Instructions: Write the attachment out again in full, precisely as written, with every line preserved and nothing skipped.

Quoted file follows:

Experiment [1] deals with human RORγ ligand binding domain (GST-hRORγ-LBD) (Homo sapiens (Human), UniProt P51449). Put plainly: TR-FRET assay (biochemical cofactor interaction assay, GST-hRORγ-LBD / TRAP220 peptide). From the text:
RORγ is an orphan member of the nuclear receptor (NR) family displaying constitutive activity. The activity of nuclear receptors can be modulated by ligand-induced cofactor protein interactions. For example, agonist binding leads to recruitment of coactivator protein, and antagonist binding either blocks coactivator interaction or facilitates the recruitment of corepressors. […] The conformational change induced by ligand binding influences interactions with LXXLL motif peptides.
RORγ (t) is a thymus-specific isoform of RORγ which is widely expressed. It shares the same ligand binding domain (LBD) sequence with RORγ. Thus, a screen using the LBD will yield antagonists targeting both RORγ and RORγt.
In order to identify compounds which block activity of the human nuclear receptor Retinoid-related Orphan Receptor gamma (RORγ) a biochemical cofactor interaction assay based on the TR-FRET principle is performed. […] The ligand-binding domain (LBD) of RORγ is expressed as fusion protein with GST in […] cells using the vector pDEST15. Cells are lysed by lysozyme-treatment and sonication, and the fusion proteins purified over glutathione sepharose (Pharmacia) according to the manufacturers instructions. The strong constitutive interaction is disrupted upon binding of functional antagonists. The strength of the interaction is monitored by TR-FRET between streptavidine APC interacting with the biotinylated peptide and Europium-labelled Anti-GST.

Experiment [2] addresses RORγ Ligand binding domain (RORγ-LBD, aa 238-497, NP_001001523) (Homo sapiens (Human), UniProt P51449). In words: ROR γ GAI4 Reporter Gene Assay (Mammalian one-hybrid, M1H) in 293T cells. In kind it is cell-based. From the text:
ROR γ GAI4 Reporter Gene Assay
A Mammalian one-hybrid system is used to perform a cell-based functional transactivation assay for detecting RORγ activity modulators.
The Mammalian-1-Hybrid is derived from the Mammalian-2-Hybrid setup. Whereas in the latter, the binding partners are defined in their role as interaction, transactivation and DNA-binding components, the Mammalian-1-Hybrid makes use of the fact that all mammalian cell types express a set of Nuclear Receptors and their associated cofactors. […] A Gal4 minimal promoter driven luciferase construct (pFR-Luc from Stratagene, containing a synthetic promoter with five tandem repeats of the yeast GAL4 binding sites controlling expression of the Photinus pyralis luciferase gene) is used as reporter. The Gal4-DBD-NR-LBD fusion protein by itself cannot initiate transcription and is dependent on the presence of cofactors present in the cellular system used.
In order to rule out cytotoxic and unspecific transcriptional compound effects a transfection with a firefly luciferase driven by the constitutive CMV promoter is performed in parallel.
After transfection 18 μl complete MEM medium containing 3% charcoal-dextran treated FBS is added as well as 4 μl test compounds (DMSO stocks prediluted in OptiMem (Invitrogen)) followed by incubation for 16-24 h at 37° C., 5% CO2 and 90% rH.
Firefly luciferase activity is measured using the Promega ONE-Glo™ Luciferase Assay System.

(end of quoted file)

Experiment [1] deals with human RORγ ligand binding domain (GST-hRORγ-LBD) (Homo sapiens (Human), UniProt P51449). Put plainly: TR-FRET assay (biochemical cofactor interaction assay, GST-hRORγ-LBD / TRAP220 peptide). From the text:
RORγ is an orphan member of the nuclear receptor (NR) family displaying constitutive activity. The activity of nuclear receptors can be modulated by ligand-induced cofactor protein interactions. For example, agonist binding leads to recruitment of coactivator protein, and antagonist binding either blocks coactivator interaction or facilitates the recruitment of corepressors. […] The conformational change induced by ligand binding influences interactions with LXXLL motif peptides.
RORγ (t) is a thymus-specific isoform of RORγ which is widely expressed. It shares the same ligand binding domain (LBD) sequence with RORγ. Thus, a screen using the LBD will yield antagonists targeting both RORγ and RORγt.
In order to identify compounds which block activity of the human nuclear receptor Retinoid-related Orphan Receptor gamma (RORγ) a biochemical cofactor interaction assay based on the TR-FRET principle is performed. […] The ligand-binding domain (LBD) of RORγ is expressed as fusion protein with GST in […] cells using the vector pDEST15. Cells are lysed by lysozyme-treatment and sonication, and the fusion proteins purified over glutathione sepharose (Pharmacia) according to the manufacturers instructions. The strong constitutive interaction is disrupted upon binding of functional antagonists. The strength of the interaction is monitored by TR-FRET between streptavidine APC interacting with the biotinylated peptide and Europium-labelled Anti-GST.

Experiment [2] addresses RORγ Ligand binding domain (RORγ-LBD, aa 238-497, NP_001001523) (Homo sapiens (Human), UniProt P51449). In words: ROR γ GAI4 Reporter Gene Assay (Mammalian one-hybrid, M1H) in 293T cells. In kind it is cell-based. From the text:
ROR γ GAI4 Reporter Gene Assay
A Mammalian one-hybrid system is used to perform a cell-based functional transactivation assay for detecting RORγ activity modulators.
The Mammalian-1-Hybrid is derived from the Mammalian-2-Hybrid setup. Whereas in the latter, the binding partners are defined in their role as interaction, transactivation and DNA-binding components, the Mammalian-1-Hybrid makes use of the fact that all mammalian cell types express a set of Nuclear Receptors and their associated cofactors. […] A Gal4 minimal promoter driven luciferase construct (pFR-Luc from Stratagene, containing a synthetic promoter with five tandem repeats of the yeast GAL4 binding sites controlling expression of the Photinus pyralis luciferase gene) is used as reporter. The Gal4-DBD-NR-LBD fusion protein by itself cannot initiate transcription and is dependent on the presence of cofactors present in the cellular system used.
In order to rule out cytotoxic and unspecific transcriptional compound effects a transfection with a firefly luciferase driven by the constitutive CMV promoter is performed in parallel.
After transfection 18 μl complete MEM medium containing 3% charcoal-dextran treated FBS is added as well as 4 μl test compounds (DMSO stocks prediluted in OptiMem (Invitrogen)) followed by incubation for 16-24 h at 37° C., 5% CO2 and 90% rH.
Firefly luciferase activity is measured using the Promega ONE-Glo™ Luciferase Assay System.